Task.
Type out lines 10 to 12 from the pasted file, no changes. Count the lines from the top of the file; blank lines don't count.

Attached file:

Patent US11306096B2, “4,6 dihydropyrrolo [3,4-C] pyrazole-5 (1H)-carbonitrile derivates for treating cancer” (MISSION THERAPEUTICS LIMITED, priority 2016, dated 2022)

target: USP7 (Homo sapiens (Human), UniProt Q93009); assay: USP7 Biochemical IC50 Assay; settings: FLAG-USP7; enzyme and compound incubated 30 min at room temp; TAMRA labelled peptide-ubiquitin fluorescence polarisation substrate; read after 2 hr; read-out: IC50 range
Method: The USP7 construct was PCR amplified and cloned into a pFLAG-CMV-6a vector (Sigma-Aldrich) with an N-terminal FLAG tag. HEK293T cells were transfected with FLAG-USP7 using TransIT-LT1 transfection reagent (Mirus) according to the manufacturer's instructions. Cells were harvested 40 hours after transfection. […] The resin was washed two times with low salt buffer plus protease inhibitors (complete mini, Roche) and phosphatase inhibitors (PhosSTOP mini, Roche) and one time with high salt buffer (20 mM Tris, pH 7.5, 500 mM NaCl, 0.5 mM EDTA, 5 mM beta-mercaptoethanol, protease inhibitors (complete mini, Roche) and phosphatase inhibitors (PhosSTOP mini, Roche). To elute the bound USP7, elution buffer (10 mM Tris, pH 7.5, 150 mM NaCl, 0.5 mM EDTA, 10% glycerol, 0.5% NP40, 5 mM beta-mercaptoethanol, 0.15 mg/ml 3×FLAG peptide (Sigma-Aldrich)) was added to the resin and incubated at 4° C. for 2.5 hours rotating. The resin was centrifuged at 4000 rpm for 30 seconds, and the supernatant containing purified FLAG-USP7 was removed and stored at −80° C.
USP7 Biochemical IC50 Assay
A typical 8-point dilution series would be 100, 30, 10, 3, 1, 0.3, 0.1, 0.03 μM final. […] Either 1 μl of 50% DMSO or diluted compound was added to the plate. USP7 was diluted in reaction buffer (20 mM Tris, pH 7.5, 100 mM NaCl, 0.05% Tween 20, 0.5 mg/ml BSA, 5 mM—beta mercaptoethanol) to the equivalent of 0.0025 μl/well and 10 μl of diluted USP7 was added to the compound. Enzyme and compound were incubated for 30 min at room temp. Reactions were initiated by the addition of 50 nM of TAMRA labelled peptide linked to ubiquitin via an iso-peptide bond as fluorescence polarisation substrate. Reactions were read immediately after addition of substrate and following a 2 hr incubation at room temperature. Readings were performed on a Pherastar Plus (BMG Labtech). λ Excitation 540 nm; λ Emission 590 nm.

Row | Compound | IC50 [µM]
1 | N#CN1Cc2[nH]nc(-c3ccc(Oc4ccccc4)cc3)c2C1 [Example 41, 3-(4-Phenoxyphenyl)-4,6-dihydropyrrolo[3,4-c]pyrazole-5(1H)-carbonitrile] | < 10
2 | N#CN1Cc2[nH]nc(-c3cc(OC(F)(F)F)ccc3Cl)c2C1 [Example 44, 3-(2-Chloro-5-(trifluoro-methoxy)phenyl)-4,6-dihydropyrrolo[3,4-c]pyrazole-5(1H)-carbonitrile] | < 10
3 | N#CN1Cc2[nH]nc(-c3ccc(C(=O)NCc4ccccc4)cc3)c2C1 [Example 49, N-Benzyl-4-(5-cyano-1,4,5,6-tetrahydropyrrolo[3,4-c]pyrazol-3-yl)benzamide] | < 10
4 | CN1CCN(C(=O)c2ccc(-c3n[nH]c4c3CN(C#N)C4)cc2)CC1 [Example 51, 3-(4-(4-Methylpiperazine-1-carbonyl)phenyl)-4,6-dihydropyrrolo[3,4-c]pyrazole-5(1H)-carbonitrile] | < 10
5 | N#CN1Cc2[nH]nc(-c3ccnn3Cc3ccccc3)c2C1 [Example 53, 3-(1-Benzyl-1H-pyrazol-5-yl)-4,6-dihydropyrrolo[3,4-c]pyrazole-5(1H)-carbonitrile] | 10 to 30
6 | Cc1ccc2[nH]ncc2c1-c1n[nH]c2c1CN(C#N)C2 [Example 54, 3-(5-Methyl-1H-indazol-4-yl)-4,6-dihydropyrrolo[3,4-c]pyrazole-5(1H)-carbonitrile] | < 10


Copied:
4 | CN1CCN(C(=O)c2ccc(-c3n[nH]c4c3CN(C#N)C4)cc2)CC1 [Example 51, 3-(4-(4-Methylpiperazine-1-carbonyl)phenyl)-4,6-dihydropyrrolo[3,4-c]pyrazole-5(1H)-carbonitrile] | < 10
5 | N#CN1Cc2[nH]nc(-c3ccnn3Cc3ccccc3)c2C1 [Example 53, 3-(1-Benzyl-1H-pyrazol-5-yl)-4,6-dihydropyrrolo[3,4-c]pyrazole-5(1H)-carbonitrile] | 10 to 30
6 | Cc1ccc2[nH]ncc2c1-c1n[nH]c2c1CN(C#N)C2 [Example 54, 3-(5-Methyl-1H-indazol-4-yl)-4,6-dihydropyrrolo[3,4-c]pyrazole-5(1H)-carbonitrile] | < 10